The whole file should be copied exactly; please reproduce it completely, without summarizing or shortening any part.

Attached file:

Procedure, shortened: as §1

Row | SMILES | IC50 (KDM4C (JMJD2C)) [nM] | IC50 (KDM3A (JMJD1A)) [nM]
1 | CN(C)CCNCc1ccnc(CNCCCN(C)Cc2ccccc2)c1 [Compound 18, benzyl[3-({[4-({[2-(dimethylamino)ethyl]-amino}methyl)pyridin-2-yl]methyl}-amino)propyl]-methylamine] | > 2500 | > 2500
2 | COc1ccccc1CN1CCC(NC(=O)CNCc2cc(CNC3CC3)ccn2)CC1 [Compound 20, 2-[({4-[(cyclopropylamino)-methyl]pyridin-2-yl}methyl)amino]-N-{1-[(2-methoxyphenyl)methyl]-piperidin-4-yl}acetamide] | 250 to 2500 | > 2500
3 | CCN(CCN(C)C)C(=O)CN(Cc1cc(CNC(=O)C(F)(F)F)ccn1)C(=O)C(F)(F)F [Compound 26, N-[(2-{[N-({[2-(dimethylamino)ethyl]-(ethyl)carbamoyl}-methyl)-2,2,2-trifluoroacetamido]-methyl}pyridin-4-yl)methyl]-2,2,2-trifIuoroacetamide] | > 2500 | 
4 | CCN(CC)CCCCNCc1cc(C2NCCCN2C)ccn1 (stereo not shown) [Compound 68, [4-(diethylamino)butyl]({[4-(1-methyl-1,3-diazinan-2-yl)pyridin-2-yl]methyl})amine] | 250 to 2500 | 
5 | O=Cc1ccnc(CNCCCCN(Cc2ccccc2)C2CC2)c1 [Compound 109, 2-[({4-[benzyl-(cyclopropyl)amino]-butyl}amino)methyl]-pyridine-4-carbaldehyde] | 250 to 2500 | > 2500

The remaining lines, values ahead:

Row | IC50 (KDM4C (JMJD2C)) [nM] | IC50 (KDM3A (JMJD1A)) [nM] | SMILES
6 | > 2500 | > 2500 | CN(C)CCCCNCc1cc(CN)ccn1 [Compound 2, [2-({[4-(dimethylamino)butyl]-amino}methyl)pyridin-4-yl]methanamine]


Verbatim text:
Procedure, shortened: as §1

Row | SMILES | IC50 (KDM4C (JMJD2C)) [nM] | IC50 (KDM3A (JMJD1A)) [nM]
1 | CN(C)CCNCc1ccnc(CNCCCN(C)Cc2ccccc2)c1 [Compound 18, benzyl[3-({[4-({[2-(dimethylamino)ethyl]-amino}methyl)pyridin-2-yl]methyl}-amino)propyl]-methylamine] | > 2500 | > 2500
2 | COc1ccccc1CN1CCC(NC(=O)CNCc2cc(CNC3CC3)ccn2)CC1 [Compound 20, 2-[({4-[(cyclopropylamino)-methyl]pyridin-2-yl}methyl)amino]-N-{1-[(2-methoxyphenyl)methyl]-piperidin-4-yl}acetamide] | 250 to 2500 | > 2500
3 | CCN(CCN(C)C)C(=O)CN(Cc1cc(CNC(=O)C(F)(F)F)ccn1)C(=O)C(F)(F)F [Compound 26, N-[(2-{[N-({[2-(dimethylamino)ethyl]-(ethyl)carbamoyl}-methyl)-2,2,2-trifluoroacetamido]-methyl}pyridin-4-yl)methyl]-2,2,2-trifIuoroacetamide] | > 2500 | 
4 | CCN(CC)CCCCNCc1cc(C2NCCCN2C)ccn1 (stereo not shown) [Compound 68, [4-(diethylamino)butyl]({[4-(1-methyl-1,3-diazinan-2-yl)pyridin-2-yl]methyl})amine] | 250 to 2500 | 
5 | O=Cc1ccnc(CNCCCCN(Cc2ccccc2)C2CC2)c1 [Compound 109, 2-[({4-[benzyl-(cyclopropyl)amino]-butyl}amino)methyl]-pyridine-4-carbaldehyde] | 250 to 2500 | > 2500

The remaining lines, values ahead:

Row | IC50 (KDM4C (JMJD2C)) [nM] | IC50 (KDM3A (JMJD1A)) [nM] | SMILES
6 | > 2500 | > 2500 | CN(C)CCCCNCc1cc(CN)ccn1 [Compound 2, [2-({[4-(dimethylamino)butyl]-amino}methyl)pyridin-4-yl]methanamine]